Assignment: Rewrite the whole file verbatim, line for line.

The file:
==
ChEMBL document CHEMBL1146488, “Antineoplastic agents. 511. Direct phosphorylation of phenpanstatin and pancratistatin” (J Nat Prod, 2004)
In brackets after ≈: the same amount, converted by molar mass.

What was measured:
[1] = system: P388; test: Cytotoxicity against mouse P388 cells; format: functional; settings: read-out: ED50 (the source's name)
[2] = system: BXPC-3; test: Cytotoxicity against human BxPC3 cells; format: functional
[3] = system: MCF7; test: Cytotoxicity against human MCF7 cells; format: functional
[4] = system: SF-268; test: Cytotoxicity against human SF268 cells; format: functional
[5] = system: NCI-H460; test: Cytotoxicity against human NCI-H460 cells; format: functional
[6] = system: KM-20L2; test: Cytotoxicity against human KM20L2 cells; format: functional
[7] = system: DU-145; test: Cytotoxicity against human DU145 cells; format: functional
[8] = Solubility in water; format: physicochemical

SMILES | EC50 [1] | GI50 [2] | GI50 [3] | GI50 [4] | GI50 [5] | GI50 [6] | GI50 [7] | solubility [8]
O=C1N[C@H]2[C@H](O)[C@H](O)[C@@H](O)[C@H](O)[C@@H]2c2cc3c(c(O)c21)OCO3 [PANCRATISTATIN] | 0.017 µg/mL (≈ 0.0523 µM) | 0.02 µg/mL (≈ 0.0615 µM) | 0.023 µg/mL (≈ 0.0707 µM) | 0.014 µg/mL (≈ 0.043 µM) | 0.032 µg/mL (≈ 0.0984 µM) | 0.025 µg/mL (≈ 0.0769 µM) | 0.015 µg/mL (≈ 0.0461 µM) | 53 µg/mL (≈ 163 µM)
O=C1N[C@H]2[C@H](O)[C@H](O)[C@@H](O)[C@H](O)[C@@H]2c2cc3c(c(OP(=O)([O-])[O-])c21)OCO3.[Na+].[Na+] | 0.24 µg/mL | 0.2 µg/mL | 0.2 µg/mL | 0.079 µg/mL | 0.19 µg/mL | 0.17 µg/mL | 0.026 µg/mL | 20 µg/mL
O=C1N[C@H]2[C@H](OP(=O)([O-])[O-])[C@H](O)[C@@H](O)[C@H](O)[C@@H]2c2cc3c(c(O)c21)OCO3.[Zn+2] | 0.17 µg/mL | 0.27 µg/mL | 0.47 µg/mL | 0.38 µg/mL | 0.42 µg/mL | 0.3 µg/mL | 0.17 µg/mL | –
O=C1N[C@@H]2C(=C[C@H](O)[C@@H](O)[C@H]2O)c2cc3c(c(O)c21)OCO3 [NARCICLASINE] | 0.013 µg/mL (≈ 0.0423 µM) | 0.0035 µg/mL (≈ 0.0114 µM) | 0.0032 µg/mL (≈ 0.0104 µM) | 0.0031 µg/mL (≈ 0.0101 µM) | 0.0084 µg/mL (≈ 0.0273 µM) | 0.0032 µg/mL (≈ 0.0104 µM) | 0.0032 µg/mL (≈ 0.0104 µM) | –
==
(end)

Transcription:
ChEMBL document CHEMBL1146488, “Antineoplastic agents. 511. Direct phosphorylation of phenpanstatin and pancratistatin” (J Nat Prod, 2004)
In brackets after ≈: the same amount, converted by molar mass.

What was measured:
[1] = system: P388; test: Cytotoxicity against mouse P388 cells; format: functional; settings: read-out: ED50 (the source's name)
[2] = system: BXPC-3; test: Cytotoxicity against human BxPC3 cells; format: functional
[3] = system: MCF7; test: Cytotoxicity against human MCF7 cells; format: functional
[4] = system: SF-268; test: Cytotoxicity against human SF268 cells; format: functional
[5] = system: NCI-H460; test: Cytotoxicity against human NCI-H460 cells; format: functional
[6] = system: KM-20L2; test: Cytotoxicity against human KM20L2 cells; format: functional
[7] = system: DU-145; test: Cytotoxicity against human DU145 cells; format: functional
[8] = Solubility in water; format: physicochemical

SMILES | EC50 [1] | GI50 [2] | GI50 [3] | GI50 [4] | GI50 [5] | GI50 [6] | GI50 [7] | solubility [8]
O=C1N[C@H]2[C@H](O)[C@H](O)[C@@H](O)[C@H](O)[C@@H]2c2cc3c(c(O)c21)OCO3 [PANCRATISTATIN] | 0.017 µg/mL (≈ 0.0523 µM) | 0.02 µg/mL (≈ 0.0615 µM) | 0.023 µg/mL (≈ 0.0707 µM) | 0.014 µg/mL (≈ 0.043 µM) | 0.032 µg/mL (≈ 0.0984 µM) | 0.025 µg/mL (≈ 0.0769 µM) | 0.015 µg/mL (≈ 0.0461 µM) | 53 µg/mL (≈ 163 µM)
O=C1N[C@H]2[C@H](O)[C@H](O)[C@@H](O)[C@H](O)[C@@H]2c2cc3c(c(OP(=O)([O-])[O-])c21)OCO3.[Na+].[Na+] | 0.24 µg/mL | 0.2 µg/mL | 0.2 µg/mL | 0.079 µg/mL | 0.19 µg/mL | 0.17 µg/mL | 0.026 µg/mL | 20 µg/mL
O=C1N[C@H]2[C@H](OP(=O)([O-])[O-])[C@H](O)[C@@H](O)[C@H](O)[C@@H]2c2cc3c(c(O)c21)OCO3.[Zn+2] | 0.17 µg/mL | 0.27 µg/mL | 0.47 µg/mL | 0.38 µg/mL | 0.42 µg/mL | 0.3 µg/mL | 0.17 µg/mL | –
O=C1N[C@@H]2C(=C[C@H](O)[C@@H](O)[C@H]2O)c2cc3c(c(O)c21)OCO3 [NARCICLASINE] | 0.013 µg/mL (≈ 0.0423 µM) | 0.0035 µg/mL (≈ 0.0114 µM) | 0.0032 µg/mL (≈ 0.0104 µM) | 0.0031 µg/mL (≈ 0.0101 µM) | 0.0084 µg/mL (≈ 0.0273 µM) | 0.0032 µg/mL (≈ 0.0104 µM) | 0.0032 µg/mL (≈ 0.0104 µM) | –